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Arch Sex Behav. 2017 May;46(4):1121-1133. doi: 10.1007/s10508-016-0828-x. Epub 2016 Aug 9.

A Qualitative Investigation of the Impact of a Livelihood Intervention on Gendered Power and Sexual Risk Behaviors Among HIV-Positive Adults in Rural Kenya.

Author information

1
Department of Obstetrics, Gynecology and Reproductive Sciences, University of California, San Francisco, CA, USA.
2
Department of Medicine, University of California, San Francisco, San Francisco, CA, USA.
3
Center of Expertise in Women's Health and Empowerment, University of California Global Health Institute, San Francisco, CA, USA.
4
Wits Reproductive Health and HIV Institute, University of the Witwatersrand, Johannesburg, South Africa.
5
Centre for Microbiology Research, Kenya Medical Research Institute, Nairobi, Kenya.
6
Center of Expertise in Women's Health and Empowerment, University of California Global Health Institute, San Francisco, CA, USA. shari.dworkin@ucsf.edu.
7
Department of Social and Behavioral Sciences, School of Nursing, University of California, San Francisco, CA, USA. shari.dworkin@ucsf.edu.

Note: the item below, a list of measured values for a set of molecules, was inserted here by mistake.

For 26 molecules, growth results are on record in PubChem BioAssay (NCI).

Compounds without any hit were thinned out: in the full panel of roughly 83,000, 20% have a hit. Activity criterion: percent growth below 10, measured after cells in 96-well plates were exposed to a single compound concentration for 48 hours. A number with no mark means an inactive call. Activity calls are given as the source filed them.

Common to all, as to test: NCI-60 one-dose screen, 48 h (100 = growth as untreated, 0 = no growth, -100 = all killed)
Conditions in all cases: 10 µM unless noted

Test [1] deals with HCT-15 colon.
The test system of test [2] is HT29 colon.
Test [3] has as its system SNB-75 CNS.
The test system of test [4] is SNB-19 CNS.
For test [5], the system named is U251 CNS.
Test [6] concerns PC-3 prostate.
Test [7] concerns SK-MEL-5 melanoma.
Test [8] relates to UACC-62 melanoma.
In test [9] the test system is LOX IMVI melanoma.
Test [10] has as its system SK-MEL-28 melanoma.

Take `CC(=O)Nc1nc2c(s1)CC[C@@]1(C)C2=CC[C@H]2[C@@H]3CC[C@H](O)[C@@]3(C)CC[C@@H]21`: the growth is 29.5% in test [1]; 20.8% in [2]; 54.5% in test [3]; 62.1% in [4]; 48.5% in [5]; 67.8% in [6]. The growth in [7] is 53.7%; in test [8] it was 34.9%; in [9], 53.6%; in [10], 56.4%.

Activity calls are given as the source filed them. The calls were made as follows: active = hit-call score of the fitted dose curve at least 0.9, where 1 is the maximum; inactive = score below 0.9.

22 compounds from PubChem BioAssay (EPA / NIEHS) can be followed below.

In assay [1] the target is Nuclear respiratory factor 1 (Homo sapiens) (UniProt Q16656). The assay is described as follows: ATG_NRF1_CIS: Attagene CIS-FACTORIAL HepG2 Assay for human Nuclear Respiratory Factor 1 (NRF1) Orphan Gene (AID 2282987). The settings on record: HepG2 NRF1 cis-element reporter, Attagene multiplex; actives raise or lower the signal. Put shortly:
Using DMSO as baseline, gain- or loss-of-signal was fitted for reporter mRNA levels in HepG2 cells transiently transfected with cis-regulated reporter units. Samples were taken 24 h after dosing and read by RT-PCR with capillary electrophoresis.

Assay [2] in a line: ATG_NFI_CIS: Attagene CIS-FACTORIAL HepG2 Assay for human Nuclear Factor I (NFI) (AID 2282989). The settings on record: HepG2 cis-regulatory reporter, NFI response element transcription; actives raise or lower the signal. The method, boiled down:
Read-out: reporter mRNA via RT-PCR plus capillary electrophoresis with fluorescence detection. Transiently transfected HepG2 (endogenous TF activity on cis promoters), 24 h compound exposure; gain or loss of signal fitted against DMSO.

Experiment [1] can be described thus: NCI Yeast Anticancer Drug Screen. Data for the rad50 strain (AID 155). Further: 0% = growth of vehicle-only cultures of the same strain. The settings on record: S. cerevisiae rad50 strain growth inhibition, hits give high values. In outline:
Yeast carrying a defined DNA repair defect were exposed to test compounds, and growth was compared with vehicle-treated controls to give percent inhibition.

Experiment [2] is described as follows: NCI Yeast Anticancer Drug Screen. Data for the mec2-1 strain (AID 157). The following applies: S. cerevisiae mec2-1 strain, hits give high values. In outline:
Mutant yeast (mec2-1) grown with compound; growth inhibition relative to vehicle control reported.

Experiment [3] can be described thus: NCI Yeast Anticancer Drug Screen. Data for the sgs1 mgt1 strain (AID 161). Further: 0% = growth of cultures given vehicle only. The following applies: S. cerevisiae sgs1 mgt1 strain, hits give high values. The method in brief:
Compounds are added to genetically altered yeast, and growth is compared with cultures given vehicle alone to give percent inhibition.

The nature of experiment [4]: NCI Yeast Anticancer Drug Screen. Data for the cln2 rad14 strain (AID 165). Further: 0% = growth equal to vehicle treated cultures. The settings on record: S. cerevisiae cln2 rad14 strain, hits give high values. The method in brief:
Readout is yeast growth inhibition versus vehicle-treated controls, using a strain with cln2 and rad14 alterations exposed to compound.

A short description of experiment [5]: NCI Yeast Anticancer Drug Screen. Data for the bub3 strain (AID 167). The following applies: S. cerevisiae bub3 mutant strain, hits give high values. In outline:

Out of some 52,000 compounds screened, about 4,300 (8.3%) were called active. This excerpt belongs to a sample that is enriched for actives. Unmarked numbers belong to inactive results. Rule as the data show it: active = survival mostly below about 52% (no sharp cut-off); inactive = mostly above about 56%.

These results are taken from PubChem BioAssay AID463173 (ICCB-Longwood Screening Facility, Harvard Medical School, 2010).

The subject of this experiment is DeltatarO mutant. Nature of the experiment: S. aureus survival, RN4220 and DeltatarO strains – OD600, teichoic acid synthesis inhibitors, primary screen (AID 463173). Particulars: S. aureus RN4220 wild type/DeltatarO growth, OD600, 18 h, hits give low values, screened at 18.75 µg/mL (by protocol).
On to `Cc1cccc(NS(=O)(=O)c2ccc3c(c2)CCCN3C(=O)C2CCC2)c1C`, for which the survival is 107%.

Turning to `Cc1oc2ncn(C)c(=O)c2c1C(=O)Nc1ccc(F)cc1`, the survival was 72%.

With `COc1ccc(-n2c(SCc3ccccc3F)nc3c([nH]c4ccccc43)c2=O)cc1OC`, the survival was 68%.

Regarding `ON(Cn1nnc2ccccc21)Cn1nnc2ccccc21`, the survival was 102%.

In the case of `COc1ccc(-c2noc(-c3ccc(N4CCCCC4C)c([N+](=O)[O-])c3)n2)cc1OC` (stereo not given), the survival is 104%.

8
UCSF School of Nursing, 3333 California Street, LHTS #455, San Francisco, CA, 94118, USA. shari.dworkin@ucsf.edu.

Abstract

Despite the recognized links between food insecurity, poverty, and the risk of HIV/AIDS, few randomized trials have evaluated the impact of livelihood interventions on HIV risk behaviors. The current study draws upon data collected from a qualitative process evaluation that was embedded into a pilot randomized controlled trial that tested whether a multisectoral agricultural intervention (Shamba Maisha) affected the HIV-related health of HIV-positive adults in rural Kenya. In the current study, we drew upon longitudinal, in-depth interviews with 45 intervention participants and nine control participants (N = 54) in order to examine the impacts of the intervention on gendered power and sexual risk reduction among both women and men. Female and male participants in the intervention described positive changes in sexual practices and gendered power dynamics as a result of intervention participation. Changes included reduced sexual risk behaviors, improved gender-related power dynamics, and enhanced quality of intimate relationships. These findings illuminate how a multisectoral agricultural intervention may affect inequitable gender relations and secondary transmission risk. Further research is needed to explore how to best leverage agricultural interventions to address the important intersections between poverty and inequitable gender relations that shape HIV risks.

KEYWORDS:

Food security; Gender relations; HIV/AIDS prevention; Microfinance; Poverty; Structural interventions

PMID:
27507020
PMCID:
PMC5299074
DOI:
10.1007/s10508-016-0828-x
[Indexed for MEDLINE]
Free PMC Article

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